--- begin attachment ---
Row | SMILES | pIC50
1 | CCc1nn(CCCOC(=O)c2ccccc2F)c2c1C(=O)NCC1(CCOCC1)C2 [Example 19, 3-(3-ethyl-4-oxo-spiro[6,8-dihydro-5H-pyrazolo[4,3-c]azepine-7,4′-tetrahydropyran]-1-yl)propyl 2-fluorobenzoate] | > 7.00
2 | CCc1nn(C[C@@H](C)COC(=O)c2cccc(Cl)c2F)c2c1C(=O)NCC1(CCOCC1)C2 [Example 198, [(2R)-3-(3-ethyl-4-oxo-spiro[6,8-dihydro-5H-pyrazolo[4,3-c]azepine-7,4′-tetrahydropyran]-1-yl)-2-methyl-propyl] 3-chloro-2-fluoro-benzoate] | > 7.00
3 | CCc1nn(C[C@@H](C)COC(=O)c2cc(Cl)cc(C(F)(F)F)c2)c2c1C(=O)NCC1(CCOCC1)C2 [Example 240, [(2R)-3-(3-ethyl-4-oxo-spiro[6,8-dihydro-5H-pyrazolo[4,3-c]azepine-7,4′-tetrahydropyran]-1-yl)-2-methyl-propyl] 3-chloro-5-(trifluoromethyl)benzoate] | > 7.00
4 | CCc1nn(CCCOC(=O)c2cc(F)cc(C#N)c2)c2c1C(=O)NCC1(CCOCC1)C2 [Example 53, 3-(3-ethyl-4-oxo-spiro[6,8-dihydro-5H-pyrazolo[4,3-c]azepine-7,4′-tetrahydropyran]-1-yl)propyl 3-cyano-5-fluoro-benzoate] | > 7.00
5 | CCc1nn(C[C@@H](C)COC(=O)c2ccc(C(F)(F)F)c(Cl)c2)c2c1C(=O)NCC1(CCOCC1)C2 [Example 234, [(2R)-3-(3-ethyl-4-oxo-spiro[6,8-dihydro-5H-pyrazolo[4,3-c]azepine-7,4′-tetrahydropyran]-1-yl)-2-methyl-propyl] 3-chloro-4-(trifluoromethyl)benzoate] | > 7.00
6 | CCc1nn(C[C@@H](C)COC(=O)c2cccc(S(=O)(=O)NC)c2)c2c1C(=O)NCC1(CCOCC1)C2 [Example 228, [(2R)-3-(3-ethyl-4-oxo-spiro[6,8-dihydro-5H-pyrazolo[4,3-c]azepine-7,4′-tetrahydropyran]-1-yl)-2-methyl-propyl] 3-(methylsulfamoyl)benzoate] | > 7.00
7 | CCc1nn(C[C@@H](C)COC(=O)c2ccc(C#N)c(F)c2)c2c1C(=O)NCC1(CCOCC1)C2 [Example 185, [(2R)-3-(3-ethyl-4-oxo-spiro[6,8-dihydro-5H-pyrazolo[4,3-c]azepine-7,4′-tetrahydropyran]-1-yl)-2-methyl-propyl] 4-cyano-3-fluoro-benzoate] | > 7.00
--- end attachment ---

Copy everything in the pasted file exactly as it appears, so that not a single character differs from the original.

Row | SMILES | pIC50
1 | CCc1nn(CCCOC(=O)c2ccccc2F)c2c1C(=O)NCC1(CCOCC1)C2 [Example 19, 3-(3-ethyl-4-oxo-spiro[6,8-dihydro-5H-pyrazolo[4,3-c]azepine-7,4′-tetrahydropyran]-1-yl)propyl 2-fluorobenzoate] | > 7.00
2 | CCc1nn(C[C@@H](C)COC(=O)c2cccc(Cl)c2F)c2c1C(=O)NCC1(CCOCC1)C2 [Example 198, [(2R)-3-(3-ethyl-4-oxo-spiro[6,8-dihydro-5H-pyrazolo[4,3-c]azepine-7,4′-tetrahydropyran]-1-yl)-2-methyl-propyl] 3-chloro-2-fluoro-benzoate] | > 7.00
3 | CCc1nn(C[C@@H](C)COC(=O)c2cc(Cl)cc(C(F)(F)F)c2)c2c1C(=O)NCC1(CCOCC1)C2 [Example 240, [(2R)-3-(3-ethyl-4-oxo-spiro[6,8-dihydro-5H-pyrazolo[4,3-c]azepine-7,4′-tetrahydropyran]-1-yl)-2-methyl-propyl] 3-chloro-5-(trifluoromethyl)benzoate] | > 7.00
4 | CCc1nn(CCCOC(=O)c2cc(F)cc(C#N)c2)c2c1C(=O)NCC1(CCOCC1)C2 [Example 53, 3-(3-ethyl-4-oxo-spiro[6,8-dihydro-5H-pyrazolo[4,3-c]azepine-7,4′-tetrahydropyran]-1-yl)propyl 3-cyano-5-fluoro-benzoate] | > 7.00
5 | CCc1nn(C[C@@H](C)COC(=O)c2ccc(C(F)(F)F)c(Cl)c2)c2c1C(=O)NCC1(CCOCC1)C2 [Example 234, [(2R)-3-(3-ethyl-4-oxo-spiro[6,8-dihydro-5H-pyrazolo[4,3-c]azepine-7,4′-tetrahydropyran]-1-yl)-2-methyl-propyl] 3-chloro-4-(trifluoromethyl)benzoate] | > 7.00
6 | CCc1nn(C[C@@H](C)COC(=O)c2cccc(S(=O)(=O)NC)c2)c2c1C(=O)NCC1(CCOCC1)C2 [Example 228, [(2R)-3-(3-ethyl-4-oxo-spiro[6,8-dihydro-5H-pyrazolo[4,3-c]azepine-7,4′-tetrahydropyran]-1-yl)-2-methyl-propyl] 3-(methylsulfamoyl)benzoate] | > 7.00
7 | CCc1nn(C[C@@H](C)COC(=O)c2ccc(C#N)c(F)c2)c2c1C(=O)NCC1(CCOCC1)C2 [Example 185, [(2R)-3-(3-ethyl-4-oxo-spiro[6,8-dihydro-5H-pyrazolo[4,3-c]azepine-7,4′-tetrahydropyran]-1-yl)-2-methyl-propyl] 4-cyano-3-fluoro-benzoate] | > 7.00